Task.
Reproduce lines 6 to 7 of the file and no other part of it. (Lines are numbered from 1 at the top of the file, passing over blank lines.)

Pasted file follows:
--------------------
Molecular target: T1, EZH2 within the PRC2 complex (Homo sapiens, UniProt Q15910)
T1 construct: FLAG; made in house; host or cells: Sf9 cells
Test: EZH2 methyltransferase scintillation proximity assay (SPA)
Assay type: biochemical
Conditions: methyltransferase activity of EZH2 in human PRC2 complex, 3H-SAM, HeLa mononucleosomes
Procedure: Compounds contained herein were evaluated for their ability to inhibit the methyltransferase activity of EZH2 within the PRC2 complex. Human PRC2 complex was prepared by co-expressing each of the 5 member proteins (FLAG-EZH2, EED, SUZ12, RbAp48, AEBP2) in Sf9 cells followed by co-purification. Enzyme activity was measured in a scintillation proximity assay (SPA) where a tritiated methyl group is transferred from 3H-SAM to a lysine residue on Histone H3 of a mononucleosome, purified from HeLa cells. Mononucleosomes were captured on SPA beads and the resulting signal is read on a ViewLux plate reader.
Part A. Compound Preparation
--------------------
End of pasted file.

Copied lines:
Procedure: Compounds contained herein were evaluated for their ability to inhibit the methyltransferase activity of EZH2 within the PRC2 complex. Human PRC2 complex was prepared by co-expressing each of the 5 member proteins (FLAG-EZH2, EED, SUZ12, RbAp48, AEBP2) in Sf9 cells followed by co-purification. Enzyme activity was measured in a scintillation proximity assay (SPA) where a tritiated methyl group is transferred from 3H-SAM to a lysine residue on Histone H3 of a mononucleosome, purified from HeLa cells. Mononucleosomes were captured on SPA beads and the resulting signal is read on a ViewLux plate reader.
Part A. Compound Preparation